Note: Not at the old Poker1 site. A version of this entry was first published in Poker Player newspaper in 2004.
This is part of a series by Diane McHaffie. She wasn’t a poker player when she began writing this series. These entries chronicle the lessons given to her personally by Mike Caro. Included in her remarkable poker-learning odyssey are additional comments, tips, and observations from Mike Caro.
Diane McHaffie is Director of Operations at Mike Caro University of Poker, Gaming, and Life Strategy. She has traveled the world coordinating events and seminars in the interest of honest poker. You can write her online at email@example.com.
Lessons from MCU
— With bonus content by Mike Caro (pending) —
Lesson 29: Pairs in hold ’em
Today, hold ’em is the chosen game that has surpassed all others to dominate poker. In the 1970’s, when hold ’em was chosen to crown the first World Series of Poker champion, many wondered why. “Many of us had never played the game before,” Mike told me. “In fact, I’d never even heard of it. It had gained popularity in the South, particularly among the Texans. We thought a few hold ’em experts were unfairly dictating who should have a shot at the world championship. But, eventually, I accepted hold ’em as the truest test of poker skill.”
Hold ’em is now unchallenged as the championship game. So, I’m going to give you some pointers about how to play pairs in hold ’em, when no one else has entered the pot. Should you raise, call, or fold? Your decision should be influenced by today’s factors (among others that Mike will be teaching me later).
Your smallest pairs — deuces, threes, fours, and maybe fives — should usually be thrown away from an early position. In a loose game, you might occasionally choose to play fours or fives, for deception, but not most of the time.
Mike says, “With medium pairs, sixes through tens, it’s usually better to call in early positions. Raise in later positions, if nobody has come into the pot. Raising with these medium pairs in later position gives you an additional opportunity to win the blind money that’s already in the pot, without facing the unpleasant reality that if bigger cards hit the board, somebody will make a superior pair.” Beginners holding jacks, queens, or kings should usually raise, when they’re first to enter a pot, regardless of the position.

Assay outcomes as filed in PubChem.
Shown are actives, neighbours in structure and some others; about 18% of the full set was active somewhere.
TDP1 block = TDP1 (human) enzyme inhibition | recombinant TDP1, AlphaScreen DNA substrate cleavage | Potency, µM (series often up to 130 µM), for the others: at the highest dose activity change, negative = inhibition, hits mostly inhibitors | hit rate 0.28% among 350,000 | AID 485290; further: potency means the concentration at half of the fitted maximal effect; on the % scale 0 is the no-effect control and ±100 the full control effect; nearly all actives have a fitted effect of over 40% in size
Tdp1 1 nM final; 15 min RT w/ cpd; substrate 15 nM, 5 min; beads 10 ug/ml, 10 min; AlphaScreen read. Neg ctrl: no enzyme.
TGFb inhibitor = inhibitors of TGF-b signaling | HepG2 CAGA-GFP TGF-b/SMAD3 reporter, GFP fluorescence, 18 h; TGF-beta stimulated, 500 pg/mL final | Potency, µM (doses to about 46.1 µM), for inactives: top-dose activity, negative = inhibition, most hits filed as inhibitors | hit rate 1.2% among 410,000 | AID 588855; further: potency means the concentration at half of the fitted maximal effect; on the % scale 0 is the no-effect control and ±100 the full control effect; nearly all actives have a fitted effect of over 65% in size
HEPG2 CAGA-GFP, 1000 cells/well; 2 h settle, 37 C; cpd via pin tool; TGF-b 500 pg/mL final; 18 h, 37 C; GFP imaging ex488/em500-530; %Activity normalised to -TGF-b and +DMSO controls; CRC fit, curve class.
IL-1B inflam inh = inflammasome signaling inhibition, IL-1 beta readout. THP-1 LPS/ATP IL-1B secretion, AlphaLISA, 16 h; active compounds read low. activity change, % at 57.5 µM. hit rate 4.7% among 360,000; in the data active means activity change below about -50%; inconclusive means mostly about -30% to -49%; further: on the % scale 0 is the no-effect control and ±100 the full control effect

Mike usually advises raising with aces, regardless of your position, but calling is OK. In fact, he says calling is always a safe alternative. Calling with aces can be deceptive, causing opponents to overplay hands.
When you’re holding aces, Mike says, entering the pot by just calling gives you a “home run” possibility. When you call, a player behind you raises, and other players call that raise, you can re-raise, building a bigger pot before the flop.
If your image is dominating and unpredictable, you can profit more easily from playing a small pair. Mike says the reason for this is that “opponents are more likely to stay in line when they’re intimidated by you. They don’t punish you as much.” This helps when you get lucky enough to flop trips. Should the flop fail to help your hand, and your image is right, your opponents might let you have a free card, simply because they don’t want to challenge you. This gives you the reprieve that you need to possibly land your trips on the next card.
Sometimes, you’ll win a showdown with your small pair, when your image prevents anyone from betting. With the wrong image, you’re more likely to get chased out of the pot by what Mike describes as “inspired” opponents.
Skill matters in deciding whether to play small pairs. If your opponents’ skills are superior, you should usually fold — or sometimes raise with the hopes of eliminating dangerous opponents. If you’re playing against weak opponents that you can outplay on future betting rounds, consider just calling, instead of raising or folding.
Those are some factors to consider when deciding how to play a pair before the flop in hold ’em, assuming no one else has already entered the pot. As I learn more at MCU, I’ll add to our list. — DM